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German and/or Polish into English (UK) - Advice
Thread poster: rer2904
rer2904
United Kingdom
Local time: 15:22
German to English
+ ...
Aug 30, 2016

Hello everyone,

I'm considering setting up as a freelance translator and I'm looking for some advice from experienced translators who work from German and/or Polish into (native) English, and who are based in the UK.

About me: I have a Bachelor in Modern Languages (German and Russian) and a double MA in Politics / European Studies. Since graduating I have worked in various fields including marketing, advertising, hospitality and teaching, but I have always done a bit of translation and proofreading on the side (mainly for acquaintances or companies I already worked for).

Last year I did a 5-month traineeship at the European Commission (Directorate General for Translation), where I worked in the terminology department and also translated texts from German and Polish into English. The texts were quite varied and related to different policy areas such as finance, agriculture and law, so they were quite technical. I was trained to use CAT-tools, attended lots of conferences and events and had the opportunity to work with experienced translators who were great mentors.

As a result of this experience I am now seriously considering 'properly' setting up as a freelancer rather than just taking on work now and again (at the moment I invoice through a relative's company) but I'm not sure whether to go full steam ahead and set up as a sole trader, create a website, invest in CAT software etc, or test the water first (i.e. continue billing through my relative rather than setting up my own company) until I have a better idea of whether I'm likely to be successful with my language pairs.

A few concerns:

- I've mainly worked with companies in Poland but I'm moving back to the UK and this will be the first time I'll be actively looking for clients, and I don't know what the demand is for German and Polish into English, and which subject areas are most useful for my language pairs.

- I don't have an MA in translation and I'm reluctant to do another Masters degree as I already have two (although politics has proven to be a bit useless!) so I'm concerned this might leave me at a disadvantage.

- I have experience in translation and the traineeship certainly improved my skills but I still have a lot to learn. I feel I would benefit from some in-house experience, but that's very difficult to find in Scotland.

Are there any experienced translators in Scotland (or the UK in general) here who work with Polish and German and would be willing to offer some general advice on the market for those languages, especially concerning the kinds of texts you usually translate, whether you're specialised and in what field etc?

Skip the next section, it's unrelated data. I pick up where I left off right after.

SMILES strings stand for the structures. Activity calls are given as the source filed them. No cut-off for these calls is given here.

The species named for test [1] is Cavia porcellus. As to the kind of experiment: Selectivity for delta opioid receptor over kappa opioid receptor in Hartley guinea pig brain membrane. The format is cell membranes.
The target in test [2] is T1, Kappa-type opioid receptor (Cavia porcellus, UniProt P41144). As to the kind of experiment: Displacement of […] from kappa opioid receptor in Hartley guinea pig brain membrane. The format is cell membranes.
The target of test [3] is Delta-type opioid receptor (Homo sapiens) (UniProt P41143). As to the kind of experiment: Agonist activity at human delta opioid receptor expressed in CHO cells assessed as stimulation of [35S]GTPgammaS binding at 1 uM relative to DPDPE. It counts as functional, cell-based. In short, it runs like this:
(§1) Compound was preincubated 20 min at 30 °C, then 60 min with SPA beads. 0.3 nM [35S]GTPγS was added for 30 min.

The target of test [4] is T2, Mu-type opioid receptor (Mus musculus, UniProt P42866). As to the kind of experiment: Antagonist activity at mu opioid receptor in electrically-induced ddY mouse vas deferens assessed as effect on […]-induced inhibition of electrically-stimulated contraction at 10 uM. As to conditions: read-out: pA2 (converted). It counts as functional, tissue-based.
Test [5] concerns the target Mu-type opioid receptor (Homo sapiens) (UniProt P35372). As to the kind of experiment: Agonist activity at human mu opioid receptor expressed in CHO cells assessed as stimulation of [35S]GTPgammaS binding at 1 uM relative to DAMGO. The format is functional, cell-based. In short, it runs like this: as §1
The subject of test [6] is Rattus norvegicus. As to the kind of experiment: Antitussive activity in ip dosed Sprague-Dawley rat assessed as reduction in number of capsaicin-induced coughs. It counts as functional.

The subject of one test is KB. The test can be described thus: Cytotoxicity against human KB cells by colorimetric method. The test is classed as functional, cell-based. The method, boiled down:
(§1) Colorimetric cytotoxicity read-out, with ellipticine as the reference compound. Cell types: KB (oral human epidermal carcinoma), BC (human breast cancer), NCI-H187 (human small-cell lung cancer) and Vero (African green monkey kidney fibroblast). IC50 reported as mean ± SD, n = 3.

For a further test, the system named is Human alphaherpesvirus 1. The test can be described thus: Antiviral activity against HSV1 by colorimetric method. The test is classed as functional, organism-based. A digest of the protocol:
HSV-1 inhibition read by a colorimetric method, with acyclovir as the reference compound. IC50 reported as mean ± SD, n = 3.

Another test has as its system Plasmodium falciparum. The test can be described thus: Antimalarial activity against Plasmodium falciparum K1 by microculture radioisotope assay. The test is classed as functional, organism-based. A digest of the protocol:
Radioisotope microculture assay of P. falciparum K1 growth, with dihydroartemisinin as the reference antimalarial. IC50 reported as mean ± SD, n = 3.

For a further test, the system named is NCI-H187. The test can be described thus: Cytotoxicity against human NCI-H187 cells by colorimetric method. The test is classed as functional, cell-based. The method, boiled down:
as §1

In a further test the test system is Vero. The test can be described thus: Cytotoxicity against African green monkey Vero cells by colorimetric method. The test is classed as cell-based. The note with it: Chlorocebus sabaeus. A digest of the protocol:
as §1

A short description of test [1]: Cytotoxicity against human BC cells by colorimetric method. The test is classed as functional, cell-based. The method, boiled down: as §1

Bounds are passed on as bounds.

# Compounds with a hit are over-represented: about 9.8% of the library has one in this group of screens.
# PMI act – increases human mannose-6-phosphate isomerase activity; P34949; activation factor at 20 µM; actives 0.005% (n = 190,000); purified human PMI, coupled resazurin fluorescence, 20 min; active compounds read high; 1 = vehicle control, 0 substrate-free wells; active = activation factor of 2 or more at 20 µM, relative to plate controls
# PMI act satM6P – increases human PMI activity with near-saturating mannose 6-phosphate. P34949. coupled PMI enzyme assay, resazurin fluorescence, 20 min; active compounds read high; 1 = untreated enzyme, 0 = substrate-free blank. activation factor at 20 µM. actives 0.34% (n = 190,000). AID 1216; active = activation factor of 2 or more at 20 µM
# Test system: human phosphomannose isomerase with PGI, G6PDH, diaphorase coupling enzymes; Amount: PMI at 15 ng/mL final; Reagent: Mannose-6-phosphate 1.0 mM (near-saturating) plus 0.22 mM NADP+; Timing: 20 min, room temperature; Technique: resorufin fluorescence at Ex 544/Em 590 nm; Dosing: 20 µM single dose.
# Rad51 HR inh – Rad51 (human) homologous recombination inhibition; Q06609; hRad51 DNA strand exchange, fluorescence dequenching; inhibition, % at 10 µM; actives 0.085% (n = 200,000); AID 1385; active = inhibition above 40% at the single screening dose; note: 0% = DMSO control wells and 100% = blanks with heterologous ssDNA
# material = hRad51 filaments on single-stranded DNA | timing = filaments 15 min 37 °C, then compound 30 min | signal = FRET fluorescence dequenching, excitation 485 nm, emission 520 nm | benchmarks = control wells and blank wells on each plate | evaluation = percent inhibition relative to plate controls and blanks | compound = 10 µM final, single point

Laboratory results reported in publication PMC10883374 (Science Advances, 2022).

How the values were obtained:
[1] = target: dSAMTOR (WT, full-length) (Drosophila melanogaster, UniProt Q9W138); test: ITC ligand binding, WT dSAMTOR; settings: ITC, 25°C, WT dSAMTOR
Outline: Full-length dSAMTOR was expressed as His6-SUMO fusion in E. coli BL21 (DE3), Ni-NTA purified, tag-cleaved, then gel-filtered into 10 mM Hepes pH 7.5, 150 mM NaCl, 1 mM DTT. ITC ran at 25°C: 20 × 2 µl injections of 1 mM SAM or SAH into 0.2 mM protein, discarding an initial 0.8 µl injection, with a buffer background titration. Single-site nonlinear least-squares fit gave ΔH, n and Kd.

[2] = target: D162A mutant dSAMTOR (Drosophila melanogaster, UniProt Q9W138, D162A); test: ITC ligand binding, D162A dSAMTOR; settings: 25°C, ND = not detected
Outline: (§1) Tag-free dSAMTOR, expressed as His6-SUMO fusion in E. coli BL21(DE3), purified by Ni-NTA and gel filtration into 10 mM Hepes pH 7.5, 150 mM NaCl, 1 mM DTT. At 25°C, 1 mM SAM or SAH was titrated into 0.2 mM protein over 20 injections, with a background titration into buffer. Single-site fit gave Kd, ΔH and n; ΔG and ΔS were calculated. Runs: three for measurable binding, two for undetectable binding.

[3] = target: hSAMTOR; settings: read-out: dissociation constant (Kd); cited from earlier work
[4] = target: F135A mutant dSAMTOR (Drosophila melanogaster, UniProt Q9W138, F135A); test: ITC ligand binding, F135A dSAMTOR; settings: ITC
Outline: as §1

Any help would be much appreciated!

Rachel

P.s. Here's my LinkedIn page: https://uk.linkedin.com/in/rachel-robertson-34254058


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Sheila Wilson  Identity Verified
Spain
Local time: 15:22
Member (2007)
English
+ ...
Here are some snippets extracted from your posting Aug 31, 2016

rer2904 wrote:
I have a Bachelor in Modern Languages (German and Russian)
a double MA in Politics / European Studies
I have worked in various fields including marketing, advertising, hospitality and teaching
I have always done a bit of translation and proofreading on the side
Last year I did a 5-month traineeship at the European Commission (Directorate General for Translation)
I worked in the terminology department
translated texts from German and Polish into English
The texts were quite varied and related to different policy areas such as finance, agriculture and law, so they were quite technical
I was trained to use CAT-tools
attended lots of conferences and events
had the opportunity to work with experienced translators who were great mentors.

Wow! How positive is all that??

So why all theses doubts?:
I've mainly worked with companies in Poland
I'm moving back to the UK
this will be the first time I'll be actively looking for clients
I don't know what the demand is for German and Polish into English, and which subject areas are most useful for my language pairs.
I don't have an MA in translation
I'm reluctant to do another Masters degree
politics has proven to be a bit useless!
I'm concerned this might leave me at a disadvantage.

Some thoughts:
Your market doesn't have to change just because you physically move your base to a different part of the world. Moving can create new problems and/or solve old ones (time zones, local taxation, cost of living, etc), but these are all things you can either put up with or use to your advantage. Personally, I lost just ONE client - the only one I had ever met in person - when I moved from France to Spain.
If few UK-based agencies are interested, you'll probably have more luck with German or Swiss ones.